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The fourth installment in director Taylor Congdon's "Moto" film series hits iTunes on Monday, with Blu-Ray and DVDs shipping Monday from Congdon's site, motoXcinema.com.
"Moto 4" features freeriding in spectacular landscapes from some of the biggest names in motocross and Supercross racing, including Ryan Dungey, Eli Tomac, Ken Roczen, Andrew Short, Chad Reed and Zach Osbourne; World Off-Road Championship Series dominators Kurt Caselli and Taylor Robert; Baja racer Kendall Norman; and X Games gold medalist and EnduroCross champion Taddy Blasuziak, among others. ESPN.com caught up with Congdon for more on the evolution of the "Moto" series to get the inside scoop on his latest entry.
ESPN.com: When you look at the four films together and as a trajectory, what's your perspective on how much everything has grown now that you have the fourth one in the can?
Congdon: The "Moto" series started three years ago after I'd been making movies with TransWorld Motocross and realized I needed to get on with doing my own projects and self-producing my own movies. I was initially inspired by the old "Terrafirma" series that was big back in the '90s and wanted to make my mark with some new twists.
Each of these movies, "1" through "4," has been shot on entirely different cameras because the technology changes so much year to year. This time we shot primarily on the RED 4K camera, which has 4K resolution, so the image quality has been bumped way up, and we also used a lot more cable cameras and helicopters this time. That's one of the fun challenges of making these movies: you're always reinventing the wheel and trying to one-up what you did last time.
|"The goal is always to take the best riders out there and put them in new, unique landscapes and situations," says director Taylor Congdon.|
Why is it important to you as a filmmaker to take top riders who we mostly think of as racers and get them out in the hills freeriding?
These guys are seen mostly as racers in the media, but the reality is they just love to ride, period. They want to be on their bikes having fun, like anyone who rides. Yeah, they pound laps for training and fitness, but ultimately they just love riding their bikes. I wanted to show them doing what they really enjoy, and to try to capture that feeling of pure joy.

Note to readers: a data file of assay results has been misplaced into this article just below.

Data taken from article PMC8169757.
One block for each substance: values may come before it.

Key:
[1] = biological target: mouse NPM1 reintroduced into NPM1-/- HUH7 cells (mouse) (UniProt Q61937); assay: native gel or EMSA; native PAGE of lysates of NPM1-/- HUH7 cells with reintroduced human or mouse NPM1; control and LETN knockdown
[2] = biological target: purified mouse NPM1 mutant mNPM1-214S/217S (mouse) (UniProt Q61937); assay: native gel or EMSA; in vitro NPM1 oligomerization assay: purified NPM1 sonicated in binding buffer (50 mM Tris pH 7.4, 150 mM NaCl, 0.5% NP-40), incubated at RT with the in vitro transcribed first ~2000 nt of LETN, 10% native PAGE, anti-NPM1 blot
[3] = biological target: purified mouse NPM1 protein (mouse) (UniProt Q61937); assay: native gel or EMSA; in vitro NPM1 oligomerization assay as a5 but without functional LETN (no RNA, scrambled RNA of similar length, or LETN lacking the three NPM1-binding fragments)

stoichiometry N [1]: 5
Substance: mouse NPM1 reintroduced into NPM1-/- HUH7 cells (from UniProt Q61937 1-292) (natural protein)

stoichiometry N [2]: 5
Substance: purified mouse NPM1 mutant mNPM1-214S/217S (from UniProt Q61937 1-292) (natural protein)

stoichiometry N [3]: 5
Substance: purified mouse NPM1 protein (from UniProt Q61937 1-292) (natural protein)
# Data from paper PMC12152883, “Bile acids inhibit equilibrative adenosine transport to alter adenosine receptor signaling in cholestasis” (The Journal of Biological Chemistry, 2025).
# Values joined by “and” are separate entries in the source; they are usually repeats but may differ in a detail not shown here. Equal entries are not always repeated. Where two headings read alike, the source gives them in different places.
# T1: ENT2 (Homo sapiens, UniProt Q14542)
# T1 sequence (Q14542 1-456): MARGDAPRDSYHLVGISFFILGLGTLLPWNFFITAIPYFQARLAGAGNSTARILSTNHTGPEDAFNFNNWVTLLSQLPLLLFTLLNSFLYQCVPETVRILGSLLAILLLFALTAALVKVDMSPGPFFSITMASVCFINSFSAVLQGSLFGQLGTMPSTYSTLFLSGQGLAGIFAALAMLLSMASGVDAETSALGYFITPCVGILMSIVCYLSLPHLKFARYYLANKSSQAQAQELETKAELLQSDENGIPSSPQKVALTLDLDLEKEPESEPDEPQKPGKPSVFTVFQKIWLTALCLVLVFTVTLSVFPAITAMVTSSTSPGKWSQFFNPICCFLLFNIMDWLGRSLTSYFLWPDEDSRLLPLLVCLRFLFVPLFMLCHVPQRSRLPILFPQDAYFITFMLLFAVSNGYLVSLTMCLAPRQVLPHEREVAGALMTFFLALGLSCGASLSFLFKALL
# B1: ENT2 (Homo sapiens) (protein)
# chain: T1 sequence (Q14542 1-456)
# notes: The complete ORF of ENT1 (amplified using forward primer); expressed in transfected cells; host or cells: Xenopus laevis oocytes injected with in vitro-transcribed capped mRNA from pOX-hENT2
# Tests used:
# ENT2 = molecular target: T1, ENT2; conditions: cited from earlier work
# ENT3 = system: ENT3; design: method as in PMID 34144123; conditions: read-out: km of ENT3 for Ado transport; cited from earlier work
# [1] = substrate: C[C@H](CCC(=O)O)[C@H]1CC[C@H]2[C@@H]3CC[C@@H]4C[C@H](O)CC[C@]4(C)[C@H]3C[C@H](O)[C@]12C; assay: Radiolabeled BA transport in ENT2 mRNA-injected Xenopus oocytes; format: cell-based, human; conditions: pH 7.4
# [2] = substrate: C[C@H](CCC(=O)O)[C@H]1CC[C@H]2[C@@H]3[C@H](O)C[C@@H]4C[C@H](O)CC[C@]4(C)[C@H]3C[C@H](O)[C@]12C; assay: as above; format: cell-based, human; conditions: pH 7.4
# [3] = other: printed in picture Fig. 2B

"Moto 4" is full of spectacular settings and in each section, whether you're in the mountains or the desert or in a vineyard, there are Zen-like establishing shots before we get to the action shots of the riders tearing through all that scenery. What interests you about all that contrast?
For me the goal is always to take the best riders out there and put them in new, unique landscapes and situations. With off-road riding it's pretty amazing how far you can go, and how quickly, so that in the span of minutes you can find yourself in a completely different place from where you started. There's always that weird juxtaposition, because we're riding these man-made high-speed machines that are super-loud and almost violent, yet we always find ourselves in these beautiful natural settings, either from following the trails where they take us or from actively seeking those settings out for the sake of good visuals for filming. I think if you ask almost any rider, they'd tell you that contrast is kind of a soulful thing. It's part of the experience of riding.
What were some of your favorite spots you got to for "Moto 4"?
For Kendall Norman's segment, the ridgelines above Santa Barbara are where he actually rides and those mountains are the highest vertical-elevated mountains that close to the ocean anywhere. You're right on top of the ocean and the city, but you're 3,000 feet above it all and it's just spectacular up there. You're literally riding right on the edge. The Lucerne desert where we shot Kurt Casseli's segment was another favorite: it feels like an alien moonscape that just goes for miles and miles and miles. And it's always cool to go to the riders' houses where they have their own private tracks and facilities, because these are guys who been able to build their dream tracks.
After all the work that goes into pre-production, filming, editing and post-production for these films, what do you most look forward to in this moment where you're right on the verge of getting all that work in front of its intended audience?
It's always nerve-wracking releasing a new movie because you don't know how it's going to be perceived, but this one I'm really excited about. I've never been so confident in a movie as I am with this one, and I'm very proud of every segment this time. It helps that I have great riders on board, of course, and also that I have a tremendous crew -- from the shooters to the editors to the graphic artists to my colorists, everybody. Everybody involved in this project is pretty much as good as it gets. I'm really eager to see how people respond to it.